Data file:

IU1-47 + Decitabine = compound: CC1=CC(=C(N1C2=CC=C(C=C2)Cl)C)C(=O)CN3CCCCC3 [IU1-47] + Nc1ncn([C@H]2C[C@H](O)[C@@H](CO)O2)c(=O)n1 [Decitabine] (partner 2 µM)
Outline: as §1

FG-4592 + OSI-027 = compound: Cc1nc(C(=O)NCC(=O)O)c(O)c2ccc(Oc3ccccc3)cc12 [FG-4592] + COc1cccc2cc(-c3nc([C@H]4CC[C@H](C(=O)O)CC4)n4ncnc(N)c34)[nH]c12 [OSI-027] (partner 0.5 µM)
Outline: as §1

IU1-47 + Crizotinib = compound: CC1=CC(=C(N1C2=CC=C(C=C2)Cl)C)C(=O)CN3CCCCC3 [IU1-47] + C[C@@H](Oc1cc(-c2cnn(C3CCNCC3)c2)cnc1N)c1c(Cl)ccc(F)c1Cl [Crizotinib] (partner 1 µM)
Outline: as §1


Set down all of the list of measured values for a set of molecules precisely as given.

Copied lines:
IU1-47 + Decitabine = compound: CC1=CC(=C(N1C2=CC=C(C=C2)Cl)C)C(=O)CN3CCCCC3 [IU1-47] + Nc1ncn([C@H]2C[C@H](O)[C@@H](CO)O2)c(=O)n1 [Decitabine] (partner 2 µM)
Outline: as §1

FG-4592 + OSI-027 = compound: Cc1nc(C(=O)NCC(=O)O)c(O)c2ccc(Oc3ccccc3)cc12 [FG-4592] + COc1cccc2cc(-c3nc([C@H]4CC[C@H](C(=O)O)CC4)n4ncnc(N)c34)[nH]c12 [OSI-027] (partner 0.5 µM)
Outline: as §1

IU1-47 + Crizotinib = compound: CC1=CC(=C(N1C2=CC=C(C=C2)Cl)C)C(=O)CN3CCCCC3 [IU1-47] + C[C@@H](Oc1cc(-c2cnn(C3CCNCC3)c2)cnc1N)c1c(Cl)ccc(F)c1Cl [Crizotinib] (partner 1 µM)
Outline: as §1